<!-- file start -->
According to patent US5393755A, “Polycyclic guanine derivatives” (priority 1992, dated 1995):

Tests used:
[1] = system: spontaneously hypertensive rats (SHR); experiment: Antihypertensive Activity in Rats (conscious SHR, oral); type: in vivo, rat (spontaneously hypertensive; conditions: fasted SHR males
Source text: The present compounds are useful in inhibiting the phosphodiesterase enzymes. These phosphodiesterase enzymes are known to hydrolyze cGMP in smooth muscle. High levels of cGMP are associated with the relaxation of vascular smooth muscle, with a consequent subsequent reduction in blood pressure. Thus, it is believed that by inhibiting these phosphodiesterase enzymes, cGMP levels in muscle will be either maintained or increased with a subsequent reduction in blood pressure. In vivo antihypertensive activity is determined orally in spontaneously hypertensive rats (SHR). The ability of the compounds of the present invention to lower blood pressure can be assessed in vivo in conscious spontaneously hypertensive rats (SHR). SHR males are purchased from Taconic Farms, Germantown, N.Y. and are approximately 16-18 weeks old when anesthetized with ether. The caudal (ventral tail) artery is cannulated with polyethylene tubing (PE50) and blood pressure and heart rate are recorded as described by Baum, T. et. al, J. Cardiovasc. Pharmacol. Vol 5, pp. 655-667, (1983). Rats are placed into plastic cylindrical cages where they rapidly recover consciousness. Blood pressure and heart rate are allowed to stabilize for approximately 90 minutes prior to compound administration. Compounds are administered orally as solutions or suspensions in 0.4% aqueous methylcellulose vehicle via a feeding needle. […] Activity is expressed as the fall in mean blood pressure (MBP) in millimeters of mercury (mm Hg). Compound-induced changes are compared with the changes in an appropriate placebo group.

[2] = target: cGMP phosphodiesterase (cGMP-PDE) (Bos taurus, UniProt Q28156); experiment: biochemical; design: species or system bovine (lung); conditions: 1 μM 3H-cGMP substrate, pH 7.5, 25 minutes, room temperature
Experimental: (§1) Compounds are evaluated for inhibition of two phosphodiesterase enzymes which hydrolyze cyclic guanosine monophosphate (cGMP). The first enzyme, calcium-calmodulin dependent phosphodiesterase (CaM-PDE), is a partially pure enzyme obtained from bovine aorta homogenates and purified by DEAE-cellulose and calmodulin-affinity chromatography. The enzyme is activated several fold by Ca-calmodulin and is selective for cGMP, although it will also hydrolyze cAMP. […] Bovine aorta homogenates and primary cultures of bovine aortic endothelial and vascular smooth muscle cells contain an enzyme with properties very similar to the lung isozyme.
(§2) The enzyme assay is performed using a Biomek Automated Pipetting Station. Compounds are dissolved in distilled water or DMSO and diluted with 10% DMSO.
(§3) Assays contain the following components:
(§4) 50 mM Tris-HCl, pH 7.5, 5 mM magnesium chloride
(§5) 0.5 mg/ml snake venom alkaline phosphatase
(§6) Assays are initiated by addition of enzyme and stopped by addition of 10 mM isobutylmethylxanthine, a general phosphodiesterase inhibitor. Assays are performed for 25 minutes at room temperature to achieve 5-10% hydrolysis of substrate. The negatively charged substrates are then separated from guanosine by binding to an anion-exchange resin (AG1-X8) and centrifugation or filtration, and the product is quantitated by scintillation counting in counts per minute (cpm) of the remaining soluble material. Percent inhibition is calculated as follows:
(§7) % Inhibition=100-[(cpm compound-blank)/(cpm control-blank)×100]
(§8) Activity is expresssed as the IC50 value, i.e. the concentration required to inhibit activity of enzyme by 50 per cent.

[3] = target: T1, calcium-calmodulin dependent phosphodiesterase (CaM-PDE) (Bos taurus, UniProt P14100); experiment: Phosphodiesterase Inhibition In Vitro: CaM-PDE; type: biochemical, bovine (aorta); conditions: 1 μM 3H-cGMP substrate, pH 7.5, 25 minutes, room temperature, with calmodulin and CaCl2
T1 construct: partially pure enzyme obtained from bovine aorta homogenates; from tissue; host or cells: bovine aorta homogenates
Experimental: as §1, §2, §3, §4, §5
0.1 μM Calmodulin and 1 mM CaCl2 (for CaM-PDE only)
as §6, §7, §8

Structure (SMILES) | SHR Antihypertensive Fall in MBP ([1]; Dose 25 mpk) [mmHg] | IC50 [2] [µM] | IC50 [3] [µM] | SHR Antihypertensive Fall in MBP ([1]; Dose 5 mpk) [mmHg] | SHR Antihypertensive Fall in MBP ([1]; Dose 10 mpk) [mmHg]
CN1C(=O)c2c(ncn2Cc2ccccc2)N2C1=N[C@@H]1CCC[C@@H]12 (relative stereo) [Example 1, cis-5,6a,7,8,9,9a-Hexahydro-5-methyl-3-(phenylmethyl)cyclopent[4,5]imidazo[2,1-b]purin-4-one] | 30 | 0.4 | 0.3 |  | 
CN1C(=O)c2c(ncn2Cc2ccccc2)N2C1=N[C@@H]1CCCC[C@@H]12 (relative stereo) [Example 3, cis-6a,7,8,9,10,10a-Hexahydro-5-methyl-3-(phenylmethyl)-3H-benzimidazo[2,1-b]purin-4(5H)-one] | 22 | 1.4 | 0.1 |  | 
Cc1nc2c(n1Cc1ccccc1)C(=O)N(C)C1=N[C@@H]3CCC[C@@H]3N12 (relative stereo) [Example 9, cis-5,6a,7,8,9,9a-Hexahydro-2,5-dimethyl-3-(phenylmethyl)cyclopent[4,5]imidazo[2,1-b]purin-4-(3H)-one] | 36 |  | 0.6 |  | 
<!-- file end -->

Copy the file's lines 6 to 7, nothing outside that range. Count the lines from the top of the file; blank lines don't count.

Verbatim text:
Experimental: (§1) Compounds are evaluated for inhibition of two phosphodiesterase enzymes which hydrolyze cyclic guanosine monophosphate (cGMP). The first enzyme, calcium-calmodulin dependent phosphodiesterase (CaM-PDE), is a partially pure enzyme obtained from bovine aorta homogenates and purified by DEAE-cellulose and calmodulin-affinity chromatography. The enzyme is activated several fold by Ca-calmodulin and is selective for cGMP, although it will also hydrolyze cAMP. […] Bovine aorta homogenates and primary cultures of bovine aortic endothelial and vascular smooth muscle cells contain an enzyme with properties very similar to the lung isozyme.
(§2) The enzyme assay is performed using a Biomek Automated Pipetting Station. Compounds are dissolved in distilled water or DMSO and diluted with 10% DMSO.